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FOUR - Yamaha VMax

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Moving on from the BMW Saluki outfit was considered over many months. Whilst the big red machine had been predominantly enjoyed, both from a riding point of view, but also with the alterations and personalisation that tend to be part of the sidecar existence.

Some issues were unavoidable, espcially the early transmission problems. For sure the K had a great gearbox, streets ahead of the old airhead box, but sadly the K1 Beemer was still prone to failure of the rear bevel drive. However, installing a BMW R100C Custom rea bevel and the solid steel swingarm did cure our troubles.

After some soul searching we were set on a smaller, possibly sportier outfit with Suzuki's big four cylinder bikes rising to the top of the desirable list. In due course a potential buy arose, but just a day before we were to go see the prospective Suzuki outfit, we jointly dismissed the fitted sidecar as unsuited to our needs.

Just a day later, a chance phone call made us aware that a member of our sidecar club was selling his outfit. That the motorcycle involved was never previously considered as an option was irrelevant. After all why not have a Yamaha VMax with a sidecar ?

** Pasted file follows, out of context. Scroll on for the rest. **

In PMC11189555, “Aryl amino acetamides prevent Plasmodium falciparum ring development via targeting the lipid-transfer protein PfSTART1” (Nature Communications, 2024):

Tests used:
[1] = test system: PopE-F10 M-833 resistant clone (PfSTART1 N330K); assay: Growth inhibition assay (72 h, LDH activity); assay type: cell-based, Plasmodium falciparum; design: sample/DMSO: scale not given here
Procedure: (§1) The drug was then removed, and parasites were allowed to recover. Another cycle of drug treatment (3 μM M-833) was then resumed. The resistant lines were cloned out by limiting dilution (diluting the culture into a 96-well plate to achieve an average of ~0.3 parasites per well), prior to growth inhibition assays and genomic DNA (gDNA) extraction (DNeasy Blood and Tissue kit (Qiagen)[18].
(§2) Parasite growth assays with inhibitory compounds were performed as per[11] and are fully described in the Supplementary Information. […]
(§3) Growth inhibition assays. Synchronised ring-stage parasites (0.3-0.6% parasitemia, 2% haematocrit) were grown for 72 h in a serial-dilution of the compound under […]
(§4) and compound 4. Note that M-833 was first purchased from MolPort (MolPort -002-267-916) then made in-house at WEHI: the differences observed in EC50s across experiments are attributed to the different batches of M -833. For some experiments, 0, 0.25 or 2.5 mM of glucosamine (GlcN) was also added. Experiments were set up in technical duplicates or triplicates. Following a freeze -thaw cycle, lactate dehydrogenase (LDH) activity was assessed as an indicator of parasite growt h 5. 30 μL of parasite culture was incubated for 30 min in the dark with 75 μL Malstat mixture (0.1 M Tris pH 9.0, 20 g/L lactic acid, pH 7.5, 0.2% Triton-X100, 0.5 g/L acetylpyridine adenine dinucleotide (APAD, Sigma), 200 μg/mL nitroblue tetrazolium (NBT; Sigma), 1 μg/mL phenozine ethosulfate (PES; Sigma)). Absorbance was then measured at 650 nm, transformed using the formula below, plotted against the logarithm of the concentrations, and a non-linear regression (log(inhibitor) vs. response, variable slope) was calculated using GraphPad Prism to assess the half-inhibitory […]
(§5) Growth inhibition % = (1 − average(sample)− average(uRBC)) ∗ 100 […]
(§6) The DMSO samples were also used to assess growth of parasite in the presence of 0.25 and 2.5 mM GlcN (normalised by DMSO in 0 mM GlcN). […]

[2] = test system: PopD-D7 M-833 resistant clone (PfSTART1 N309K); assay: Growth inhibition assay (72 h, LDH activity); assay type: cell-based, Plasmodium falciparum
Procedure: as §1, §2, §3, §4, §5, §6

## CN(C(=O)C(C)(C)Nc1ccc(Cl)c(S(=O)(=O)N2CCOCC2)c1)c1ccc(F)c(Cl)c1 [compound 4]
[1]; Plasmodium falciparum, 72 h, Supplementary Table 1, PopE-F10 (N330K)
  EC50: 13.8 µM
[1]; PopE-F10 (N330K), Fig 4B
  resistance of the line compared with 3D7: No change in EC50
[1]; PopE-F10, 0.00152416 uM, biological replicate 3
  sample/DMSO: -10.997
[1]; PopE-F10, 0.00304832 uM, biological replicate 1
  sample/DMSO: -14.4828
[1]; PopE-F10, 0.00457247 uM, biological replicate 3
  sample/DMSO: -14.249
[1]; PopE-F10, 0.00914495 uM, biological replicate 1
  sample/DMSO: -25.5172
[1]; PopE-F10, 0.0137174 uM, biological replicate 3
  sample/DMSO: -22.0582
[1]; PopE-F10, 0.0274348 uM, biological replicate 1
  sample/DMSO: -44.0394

A few days later, Valentine's Day, we went to see the outfit and did the deal. Clearly a reluctant sale, but ill health had become a factor for Mike and so his dream outfit had to go. The Vmax outfit was collected a few weeks later on a day fortunately unaffected by seasonal snow. Cold, but dry and the 40 or so miles home clearly indicated that care had to be taken with the right hand ! The original Vmax and RX4 sidecar below;

Inevitably, once piloting the Vmax had become more familiar (the potential of V Boost and a near light switch throttle took some miles to adapt), thoughts moved on to adaptation. Some of this being essential work such as significant chassis and sidecar body modifications.
A mixture of, to be blunt, questionable attachment of the sidecar car to the big Yamaha and dubious fibreglass quality of the RX4 body, meant early weeks were spent addressing the issues. This meant leaving the outfit overnight with a reputable professional fibreglass company followed by two friends helping out with their respected welding skills. All this worthy of its own story.
Beyond the issues of addressing faults a number of amendments have featured. The existing handlebar fairing was a looker and its 1950s origins gave the big Yam something of a classic appearance. However, better protection was required and the trusted Stewart fairing (already hanging in the garage) replaced it.
In good time for our annual trip to Belgium and Luxembourg the Vmax was fitted out with a self fabricated pannier set up. Thick aluminium sheet, stainless nuts and bolts, plus waterproof tool boxes, allied to the existing top box have proved to be very worthwhile. Not bad for an outlay less than 100.


Site last amended Oct 22 2020 | johnprocter1@outlook.com

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